David Begg is the founder of Real Kombucha. He founded the company after he gave up drinking but was frustrated by the limited choice of sophisticated, complex options for non-drinkers. After studying engineering at university, Begg was part of the founding team of the site that became booking.com, founded furniture brand Tom Dixon and education tech company Magic Town before launching Real Kombucha in 2017. Here he describes how, within two years, Real Kombucha has worked to become one of the pioneers of the sober movement and is working to change attitudes towards alcohol, in addition to becoming a leading authority on brewing and fermentation.
I got into kombucha because I quit alcohol eight years ago. I used to be really into wine and whisky, I even had a collection of whiskies and when I first quit alcohol it was a struggle because I love to cook and eat good food. Sitting down to eat with sparkling water is just boring and I won’t drink soft drinks or juice with food as it kills the flavour.
I first tasted kombucha when a friend was brewing it at home – it was pure and simple, a great brew. My reaction was ‘Oh my god, I can’t believe that’s not alcoholic’. And then ‘this should be on tap in every pub in the country’. I took a culture home from him straight away and, though I knew nothing about kombucha, I started brewing at home. One of the first I brewed was from an exquisite silver needle white tea, which I brew to give me notes of vanilla and almond, it was better than any champagne I have ever tasted: very delicate and with very aromatic flavours.
My entry to kombucha therefore wasn’t the usual one of being presented with a gut-health flavoured soft drink like it is for a lot of people, it was: ‘Wow, what can I do with this?’ I started experimenting with it like it was wine to get different finishes and flavours.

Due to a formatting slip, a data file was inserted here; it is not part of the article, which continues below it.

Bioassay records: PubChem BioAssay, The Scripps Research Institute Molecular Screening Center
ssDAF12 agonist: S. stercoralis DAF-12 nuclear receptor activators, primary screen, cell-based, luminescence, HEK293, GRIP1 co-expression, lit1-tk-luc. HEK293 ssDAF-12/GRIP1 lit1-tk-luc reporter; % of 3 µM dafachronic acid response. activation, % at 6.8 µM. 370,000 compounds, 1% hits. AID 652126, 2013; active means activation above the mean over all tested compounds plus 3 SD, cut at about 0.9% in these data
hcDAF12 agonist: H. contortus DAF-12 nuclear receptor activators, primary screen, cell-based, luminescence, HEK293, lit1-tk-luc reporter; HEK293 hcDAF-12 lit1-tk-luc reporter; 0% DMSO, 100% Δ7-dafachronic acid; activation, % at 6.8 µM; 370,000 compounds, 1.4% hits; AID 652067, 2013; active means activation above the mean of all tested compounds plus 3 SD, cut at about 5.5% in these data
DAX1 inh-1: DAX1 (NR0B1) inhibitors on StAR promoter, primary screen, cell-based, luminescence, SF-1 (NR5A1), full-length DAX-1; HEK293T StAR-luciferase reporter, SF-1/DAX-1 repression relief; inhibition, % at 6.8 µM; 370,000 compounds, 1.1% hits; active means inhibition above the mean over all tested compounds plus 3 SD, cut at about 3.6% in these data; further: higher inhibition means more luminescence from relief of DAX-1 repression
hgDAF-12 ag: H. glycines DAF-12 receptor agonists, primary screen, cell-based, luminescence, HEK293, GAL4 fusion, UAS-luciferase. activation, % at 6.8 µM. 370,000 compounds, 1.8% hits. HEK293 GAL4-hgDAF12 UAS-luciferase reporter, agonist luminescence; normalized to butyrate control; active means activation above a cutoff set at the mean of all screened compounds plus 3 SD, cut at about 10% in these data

At Real Kombucha we now brew with between 150-200 teas whereas most kombucha is made with a basic green mix or black mix and then you add flavour. I approach it entirely in the way of getting different flavours from different teas. At the beginning I was adding all kinds of different flavours like ginger or cardamom but my business partner John pointed out that we were getting incredible flavours just from the tea. You wouldn’t stick ginger in good champagne, so why add it to our brew?
The unfortunate thing is that a lot of the flavours of kombucha on the market are covering the paucity of the fermentation – they are making what is basically a big home brew – but if you really concentrate on the fermentation process, you can create exquisite flavours and don’t need to add flavouring, just like with wine.
It took a lot of research: we go down to the level of DNA testing our cultures, so we know the metabolism of the bacteria within our cultures exactly, just as a winemaker does. Our head brewer is a microbiologist for that reason. We have done an enormous amount of testing on the teas we brew with on how we develop and propagate our cultures to get the consistent flavours we’re looking for.
Alcohol has no flavour to it, all of the complexity in wine or whisky is a by-product of the fermentation process. And there is no difference to what we’re doing except that there isn’t alcohol in the final product. Also, grapes have natural sugars but we have to sweeten our teas to give us the carbohydrates for fermentation.
I’ve built my knowledge of teas over the past four or five years. We’ve been working with a gentleman called Will Battle, one of the world’s experts on tea who wrote The World Tea Encyclopaedia and he acts as our tea merchant: provides us with samples and is constantly educating us.